Blog, Chiropractic, Proprioception

How to measure muscle strength

In July 2008, the British Medical Journal published a landmark study which established an association between muscle strength and mortality unrelated to fitness or exercise levels. You can see the study here:

As I was setting up a new practice a year later, I decided to replicate their protocols to measure muscle strength.

What they did to measure muscle strength was to measure muscle mass and then get people to do a one rep maximum lift with bench press and leg press. By adding the two lifts together and dividing my muscle mass, they could compare the maximum lift capacity of men of different sizes and weights.

So that is exactly what I did, using a Bioscan 916 from Maltron, I can measure muscle mass accurately, and then I measure a one rep maximum bench press.  I found, however that the leg press was difficult because so much depended on the angle of the knee at the start of the test, so I used a deadlift instead. I figure with those two tests, I am using most of the body’s muscle mass.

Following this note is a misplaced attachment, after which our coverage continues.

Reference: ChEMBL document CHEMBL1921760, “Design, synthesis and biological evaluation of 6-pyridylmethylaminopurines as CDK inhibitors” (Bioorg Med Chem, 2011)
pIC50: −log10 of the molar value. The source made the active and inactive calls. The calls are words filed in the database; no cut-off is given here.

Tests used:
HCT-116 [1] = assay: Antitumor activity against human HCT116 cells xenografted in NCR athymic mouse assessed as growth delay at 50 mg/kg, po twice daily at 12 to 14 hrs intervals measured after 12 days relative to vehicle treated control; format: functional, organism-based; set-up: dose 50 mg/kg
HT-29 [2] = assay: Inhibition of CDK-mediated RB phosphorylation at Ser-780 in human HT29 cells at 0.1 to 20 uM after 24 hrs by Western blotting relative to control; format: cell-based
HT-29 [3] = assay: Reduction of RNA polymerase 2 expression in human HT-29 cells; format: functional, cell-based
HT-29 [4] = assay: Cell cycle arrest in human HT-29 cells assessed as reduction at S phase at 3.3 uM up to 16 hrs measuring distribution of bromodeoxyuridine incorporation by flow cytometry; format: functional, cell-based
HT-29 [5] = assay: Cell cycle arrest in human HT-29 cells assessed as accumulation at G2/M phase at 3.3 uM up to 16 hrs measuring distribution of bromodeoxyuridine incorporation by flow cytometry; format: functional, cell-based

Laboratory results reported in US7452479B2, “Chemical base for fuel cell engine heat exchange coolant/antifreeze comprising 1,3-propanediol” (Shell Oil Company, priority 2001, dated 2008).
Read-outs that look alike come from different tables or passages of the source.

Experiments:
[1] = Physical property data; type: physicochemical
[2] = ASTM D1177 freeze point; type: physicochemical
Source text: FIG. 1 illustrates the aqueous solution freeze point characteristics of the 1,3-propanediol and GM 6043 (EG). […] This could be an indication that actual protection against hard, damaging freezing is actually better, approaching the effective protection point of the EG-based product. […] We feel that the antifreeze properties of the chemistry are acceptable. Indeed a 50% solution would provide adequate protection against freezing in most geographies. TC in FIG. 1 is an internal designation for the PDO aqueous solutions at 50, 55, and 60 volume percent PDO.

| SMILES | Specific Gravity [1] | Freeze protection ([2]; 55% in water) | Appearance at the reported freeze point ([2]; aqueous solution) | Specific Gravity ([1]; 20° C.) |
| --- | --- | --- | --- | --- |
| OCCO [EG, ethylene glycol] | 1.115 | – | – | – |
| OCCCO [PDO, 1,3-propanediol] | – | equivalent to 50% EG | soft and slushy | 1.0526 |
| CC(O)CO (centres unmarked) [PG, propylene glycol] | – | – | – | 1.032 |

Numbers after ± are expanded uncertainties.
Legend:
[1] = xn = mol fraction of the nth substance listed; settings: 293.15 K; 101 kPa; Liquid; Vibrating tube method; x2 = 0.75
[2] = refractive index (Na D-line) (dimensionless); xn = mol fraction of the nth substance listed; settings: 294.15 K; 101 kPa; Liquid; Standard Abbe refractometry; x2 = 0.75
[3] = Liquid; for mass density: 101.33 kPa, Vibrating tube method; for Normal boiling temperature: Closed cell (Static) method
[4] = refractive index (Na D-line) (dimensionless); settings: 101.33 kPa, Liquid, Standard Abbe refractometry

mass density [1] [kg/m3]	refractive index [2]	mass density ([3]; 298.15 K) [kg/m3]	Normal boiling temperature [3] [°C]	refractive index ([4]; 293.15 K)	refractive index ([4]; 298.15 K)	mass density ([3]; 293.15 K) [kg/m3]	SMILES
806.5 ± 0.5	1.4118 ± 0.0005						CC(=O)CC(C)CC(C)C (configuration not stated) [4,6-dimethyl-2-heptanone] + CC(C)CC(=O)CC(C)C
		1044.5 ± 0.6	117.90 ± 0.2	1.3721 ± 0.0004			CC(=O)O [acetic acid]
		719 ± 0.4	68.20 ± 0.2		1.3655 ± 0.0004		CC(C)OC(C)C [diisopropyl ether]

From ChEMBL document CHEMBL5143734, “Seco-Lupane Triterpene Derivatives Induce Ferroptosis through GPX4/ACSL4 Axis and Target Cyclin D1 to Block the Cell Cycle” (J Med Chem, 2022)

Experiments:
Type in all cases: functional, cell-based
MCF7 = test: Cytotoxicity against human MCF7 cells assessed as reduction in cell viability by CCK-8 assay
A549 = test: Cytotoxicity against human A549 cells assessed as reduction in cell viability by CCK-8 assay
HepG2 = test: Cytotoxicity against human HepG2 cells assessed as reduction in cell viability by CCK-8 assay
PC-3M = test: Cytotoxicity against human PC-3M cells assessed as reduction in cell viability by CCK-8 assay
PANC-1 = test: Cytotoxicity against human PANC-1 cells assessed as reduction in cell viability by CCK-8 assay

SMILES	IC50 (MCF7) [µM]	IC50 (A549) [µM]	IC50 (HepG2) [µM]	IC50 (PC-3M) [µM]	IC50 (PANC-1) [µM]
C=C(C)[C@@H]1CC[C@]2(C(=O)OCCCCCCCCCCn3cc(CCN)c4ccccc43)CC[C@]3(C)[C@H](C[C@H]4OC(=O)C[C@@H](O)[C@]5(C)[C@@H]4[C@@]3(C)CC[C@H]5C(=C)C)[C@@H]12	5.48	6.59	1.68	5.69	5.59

Here is how it works:

Measuring muscle strength

The results have been fascinating

For men I get a range of between 1 and 6. To be competitive, athletes need to be above 5. Anyone below 3.3 is in the lowest quarter of my population and is usually well below par healthwise.

For women the lowest quarter is below 2.

I am pleased that every patient in the lowest quarter I have been able to lift out of the danger zone. The average increase in strength for those in the lowest quarter is 64%.

The average increase for those in the middle range is 17% and the average for the top range is 10%.  These increases are an average for everyone who I have re-tested, which is not a majority but neither are they selected.

Your comments and questions are welcome.


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